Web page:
Working gas in storage hit a record level of 3,509 Bcf as of Friday, October 26, which is 8.4 percent above the 5-year average inventory level for the report week, according to EIA’s Weekly Natural Gas Storage Report (see Storage Figure). At 3,509 Bcf, working gas stocks climbed past the 3,500 Bcf mark for the first time, exceeding the previous all-time record level of 3,472 Bcf reported for the end of November 1990. Stocks were 56 Bcf above the 3,453 Bcf in storage at this time last year and exceeded the 5-year average by 272 Bcf. The net injection into working gas storage of 66 Bcf differs from the more typical pattern of withdrawals for the week. The 66 Bcf addition compares with the 5-year average net withdrawal of 11 Bcf and last year’s net withdrawal of 5 Bcf for the same report week. Temperatures in the Lower 48 States were moderate and roughly 5 degrees warmer than normal (see Temperature Maps). These moderate temperatures limited natural gas demand, thereby contributing to larger net injections of natural gas into storage.
Other Market Trends:
EIA Releases The Natural Gas Annual 2006: The Energy Information Administration (EIA) released the Natural Gas Annual 2006 (NGA2006) on October 31, which provides information on the supply and disposition of natural gas in the United States. Production, transmission, storage, deliveries, and price data are published by State for 2006. State summary data are also presented for 2002 to 2006. The NGA2006 includes a supplemental report, which notes that warmer-than-average temperatures dominated the U.S. natural gas market in 2006. Favorable weather during the heating season along with a slight increase in U.S. marketed production of natural gas contributed to higher-than-average inventories, resulting in a 13.6-percent decrease in the average wellhead price in 2006. Despite minimal storm activity in the U.S. Gulf of Mexico, production in this region was 7.9 percent lower than in 2005. Marketed production in the United States increased by 2.4 percent in 2006, however, largely because of the 4.9-percent increase in marketed production in Texas. Lower heating demand contributed to a 1.6-percent decrease in total consumption, although warmer-than-normal temperatures during the summer months boosted natural gas demand by the electric power sector.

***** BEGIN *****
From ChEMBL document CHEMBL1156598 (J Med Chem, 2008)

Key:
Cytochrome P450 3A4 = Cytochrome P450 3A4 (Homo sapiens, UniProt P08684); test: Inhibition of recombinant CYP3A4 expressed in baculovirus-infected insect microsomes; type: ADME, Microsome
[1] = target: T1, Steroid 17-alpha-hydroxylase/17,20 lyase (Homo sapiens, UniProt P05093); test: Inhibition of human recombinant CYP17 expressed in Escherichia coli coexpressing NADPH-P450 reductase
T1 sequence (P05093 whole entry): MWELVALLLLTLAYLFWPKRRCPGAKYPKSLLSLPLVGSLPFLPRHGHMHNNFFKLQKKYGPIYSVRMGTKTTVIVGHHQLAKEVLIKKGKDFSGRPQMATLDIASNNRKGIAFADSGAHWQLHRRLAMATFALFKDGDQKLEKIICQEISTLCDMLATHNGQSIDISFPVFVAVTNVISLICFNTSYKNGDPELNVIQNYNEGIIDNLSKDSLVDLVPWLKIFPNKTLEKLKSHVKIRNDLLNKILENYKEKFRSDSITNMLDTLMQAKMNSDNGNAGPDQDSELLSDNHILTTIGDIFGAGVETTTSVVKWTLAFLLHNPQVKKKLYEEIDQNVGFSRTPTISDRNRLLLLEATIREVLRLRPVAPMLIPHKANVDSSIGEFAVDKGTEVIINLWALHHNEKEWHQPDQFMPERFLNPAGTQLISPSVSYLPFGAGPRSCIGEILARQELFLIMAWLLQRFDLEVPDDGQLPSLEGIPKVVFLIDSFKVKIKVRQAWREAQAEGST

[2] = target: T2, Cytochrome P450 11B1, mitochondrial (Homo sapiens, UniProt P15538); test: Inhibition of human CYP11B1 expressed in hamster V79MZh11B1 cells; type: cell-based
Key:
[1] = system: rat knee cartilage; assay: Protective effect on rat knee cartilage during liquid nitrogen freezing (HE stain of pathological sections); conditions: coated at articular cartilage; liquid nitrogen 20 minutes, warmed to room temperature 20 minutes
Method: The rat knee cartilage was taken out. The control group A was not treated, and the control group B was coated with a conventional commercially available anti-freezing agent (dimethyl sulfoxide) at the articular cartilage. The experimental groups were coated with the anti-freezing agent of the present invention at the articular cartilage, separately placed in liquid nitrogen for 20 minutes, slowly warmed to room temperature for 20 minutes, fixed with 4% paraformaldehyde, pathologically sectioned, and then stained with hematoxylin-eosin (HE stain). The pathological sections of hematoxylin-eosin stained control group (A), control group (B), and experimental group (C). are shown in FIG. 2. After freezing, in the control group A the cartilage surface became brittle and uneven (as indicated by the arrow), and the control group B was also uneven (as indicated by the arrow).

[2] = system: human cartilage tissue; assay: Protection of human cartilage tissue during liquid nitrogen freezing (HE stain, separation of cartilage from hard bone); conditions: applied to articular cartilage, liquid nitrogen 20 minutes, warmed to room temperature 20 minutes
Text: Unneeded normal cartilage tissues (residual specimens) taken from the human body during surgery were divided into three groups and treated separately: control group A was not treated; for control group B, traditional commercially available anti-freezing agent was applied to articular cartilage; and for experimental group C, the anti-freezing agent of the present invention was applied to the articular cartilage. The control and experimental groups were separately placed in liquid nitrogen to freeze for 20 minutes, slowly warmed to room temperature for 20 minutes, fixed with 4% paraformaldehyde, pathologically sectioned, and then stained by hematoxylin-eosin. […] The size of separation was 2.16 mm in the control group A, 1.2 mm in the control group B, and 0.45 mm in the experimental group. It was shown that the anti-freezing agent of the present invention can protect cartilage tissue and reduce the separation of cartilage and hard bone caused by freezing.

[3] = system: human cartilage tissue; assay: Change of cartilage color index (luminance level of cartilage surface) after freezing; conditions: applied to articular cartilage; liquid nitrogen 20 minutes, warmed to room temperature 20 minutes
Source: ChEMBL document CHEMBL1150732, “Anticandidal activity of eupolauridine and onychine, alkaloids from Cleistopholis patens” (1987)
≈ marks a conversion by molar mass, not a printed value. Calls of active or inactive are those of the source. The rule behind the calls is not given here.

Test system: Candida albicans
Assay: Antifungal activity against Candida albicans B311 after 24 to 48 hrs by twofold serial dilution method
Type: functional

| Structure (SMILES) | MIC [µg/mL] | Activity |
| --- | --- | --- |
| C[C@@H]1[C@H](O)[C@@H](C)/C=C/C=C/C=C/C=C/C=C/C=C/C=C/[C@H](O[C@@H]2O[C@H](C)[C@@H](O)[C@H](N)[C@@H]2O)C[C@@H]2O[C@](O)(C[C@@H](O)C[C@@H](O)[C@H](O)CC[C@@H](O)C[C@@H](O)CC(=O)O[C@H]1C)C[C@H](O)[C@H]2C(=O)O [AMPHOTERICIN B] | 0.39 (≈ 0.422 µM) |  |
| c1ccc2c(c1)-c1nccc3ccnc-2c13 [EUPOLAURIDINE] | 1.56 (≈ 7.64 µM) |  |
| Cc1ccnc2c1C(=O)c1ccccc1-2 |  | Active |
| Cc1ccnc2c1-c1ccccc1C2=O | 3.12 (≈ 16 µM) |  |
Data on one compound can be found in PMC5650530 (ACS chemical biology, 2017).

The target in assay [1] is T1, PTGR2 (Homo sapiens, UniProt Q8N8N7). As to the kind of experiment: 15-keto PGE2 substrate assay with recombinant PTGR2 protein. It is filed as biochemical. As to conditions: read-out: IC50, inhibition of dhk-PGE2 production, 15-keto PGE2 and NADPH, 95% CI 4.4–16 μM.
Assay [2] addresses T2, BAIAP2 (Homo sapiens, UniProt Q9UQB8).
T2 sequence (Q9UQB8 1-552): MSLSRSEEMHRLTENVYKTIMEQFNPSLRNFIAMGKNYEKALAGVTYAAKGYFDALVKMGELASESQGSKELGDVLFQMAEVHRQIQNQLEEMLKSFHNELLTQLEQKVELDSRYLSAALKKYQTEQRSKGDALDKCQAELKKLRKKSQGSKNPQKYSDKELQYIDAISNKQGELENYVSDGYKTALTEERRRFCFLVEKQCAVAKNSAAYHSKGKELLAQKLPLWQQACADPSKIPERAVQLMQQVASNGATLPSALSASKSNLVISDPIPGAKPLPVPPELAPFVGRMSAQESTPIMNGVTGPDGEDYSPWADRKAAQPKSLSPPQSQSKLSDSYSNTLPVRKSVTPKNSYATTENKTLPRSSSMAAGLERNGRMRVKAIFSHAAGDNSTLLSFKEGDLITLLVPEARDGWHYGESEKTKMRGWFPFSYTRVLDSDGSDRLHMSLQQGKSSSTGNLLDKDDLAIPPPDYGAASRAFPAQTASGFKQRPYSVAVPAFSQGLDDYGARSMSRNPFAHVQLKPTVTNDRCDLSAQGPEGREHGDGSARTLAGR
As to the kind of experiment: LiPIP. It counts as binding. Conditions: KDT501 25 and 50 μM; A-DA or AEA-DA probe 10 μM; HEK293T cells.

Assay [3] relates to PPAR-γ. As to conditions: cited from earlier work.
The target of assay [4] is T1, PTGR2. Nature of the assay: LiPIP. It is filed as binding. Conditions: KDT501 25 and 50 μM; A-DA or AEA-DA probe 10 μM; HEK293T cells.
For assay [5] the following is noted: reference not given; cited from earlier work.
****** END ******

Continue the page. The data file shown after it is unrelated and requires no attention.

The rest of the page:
GAO Releases Report on CFTC Oversight of Energy Derivatives Markets: As part of the Commodity Futures Trading Commission’s (CFTC) reauthorization process, the U.S. Government Accountability Office (GAO) in its October 24 report recommended that Congress expand the scope of CFTC’s authority over energy derivatives trading, particularly in exempt commercial markets. The report was released in light of substantial increases in energy prices for crude oil, heating oil, gasoline, and natural gas since 2002, raising questions about the role of derivative markets and the scope of CFTC’s authority. During this period, increasing numbers of noncommercial participants became active in the futures markets (including hedge funds) and the volume of energy futures contracts traded also increased. Simultaneously, the volume of energy derivatives traded outside of traditional futures exchanges increased significantly. Because these developments took place concurrently, the effect of any individual trend or factor on energy prices is unclear. CFTC’s oversight is focused on the operations of traditional futures exchanges, such as the New York Mercantile Exchange (NYMEX). However, an increasing amount of energy derivatives trading also is taking place on markets that are exempt from CFTC’s oversight, such as the over-the-counter markets or various electronic platforms. Furthermore, despite its oversight authority over futures exchanges, information collected and reported on these exchanges has not kept pace with changing market conditions. To improve the transparency of market activities and the functioning of CFTC’s oversight, the GAO recommends that CFTC improve the usefulness of the information provided to the public, in addition to better documenting its monitoring activities and developing more outcome-oriented performance measures for its enforcement program.